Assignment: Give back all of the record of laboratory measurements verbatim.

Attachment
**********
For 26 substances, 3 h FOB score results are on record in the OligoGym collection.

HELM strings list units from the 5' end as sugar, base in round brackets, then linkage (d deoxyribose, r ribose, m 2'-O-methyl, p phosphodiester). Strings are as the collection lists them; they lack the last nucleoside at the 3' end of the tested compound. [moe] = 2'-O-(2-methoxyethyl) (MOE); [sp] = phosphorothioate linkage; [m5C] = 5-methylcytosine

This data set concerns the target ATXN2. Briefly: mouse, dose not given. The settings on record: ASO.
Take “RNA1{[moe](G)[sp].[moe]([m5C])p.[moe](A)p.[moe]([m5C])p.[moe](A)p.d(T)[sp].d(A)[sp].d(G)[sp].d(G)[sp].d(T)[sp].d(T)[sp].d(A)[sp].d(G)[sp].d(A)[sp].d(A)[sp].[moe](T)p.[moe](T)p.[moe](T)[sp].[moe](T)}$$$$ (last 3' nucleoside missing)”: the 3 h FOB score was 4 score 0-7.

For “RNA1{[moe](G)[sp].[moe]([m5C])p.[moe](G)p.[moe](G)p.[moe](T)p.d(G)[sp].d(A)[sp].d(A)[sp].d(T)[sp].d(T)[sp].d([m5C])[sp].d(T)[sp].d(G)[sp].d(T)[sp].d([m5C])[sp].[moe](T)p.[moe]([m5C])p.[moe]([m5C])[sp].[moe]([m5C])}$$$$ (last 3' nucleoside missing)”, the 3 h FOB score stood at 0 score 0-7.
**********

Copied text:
For 26 substances, 3 h FOB score results are on record in the OligoGym collection.

HELM strings list units from the 5' end as sugar, base in round brackets, then linkage (d deoxyribose, r ribose, m 2'-O-methyl, p phosphodiester). Strings are as the collection lists them; they lack the last nucleoside at the 3' end of the tested compound. [moe] = 2'-O-(2-methoxyethyl) (MOE); [sp] = phosphorothioate linkage; [m5C] = 5-methylcytosine

This data set concerns the target ATXN2. Briefly: mouse, dose not given. The settings on record: ASO.
Take “RNA1{[moe](G)[sp].[moe]([m5C])p.[moe](A)p.[moe]([m5C])p.[moe](A)p.d(T)[sp].d(A)[sp].d(G)[sp].d(G)[sp].d(T)[sp].d(T)[sp].d(A)[sp].d(G)[sp].d(A)[sp].d(A)[sp].[moe](T)p.[moe](T)p.[moe](T)[sp].[moe](T)}$$$$ (last 3' nucleoside missing)”: the 3 h FOB score was 4 score 0-7.

For “RNA1{[moe](G)[sp].[moe]([m5C])p.[moe](G)p.[moe](G)p.[moe](T)p.d(G)[sp].d(A)[sp].d(A)[sp].d(T)[sp].d(T)[sp].d([m5C])[sp].d(T)[sp].d(G)[sp].d(T)[sp].d([m5C])[sp].[moe](T)p.[moe]([m5C])p.[moe]([m5C])[sp].[moe]([m5C])}$$$$ (last 3' nucleoside missing)”, the 3 h FOB score stood at 0 score 0-7.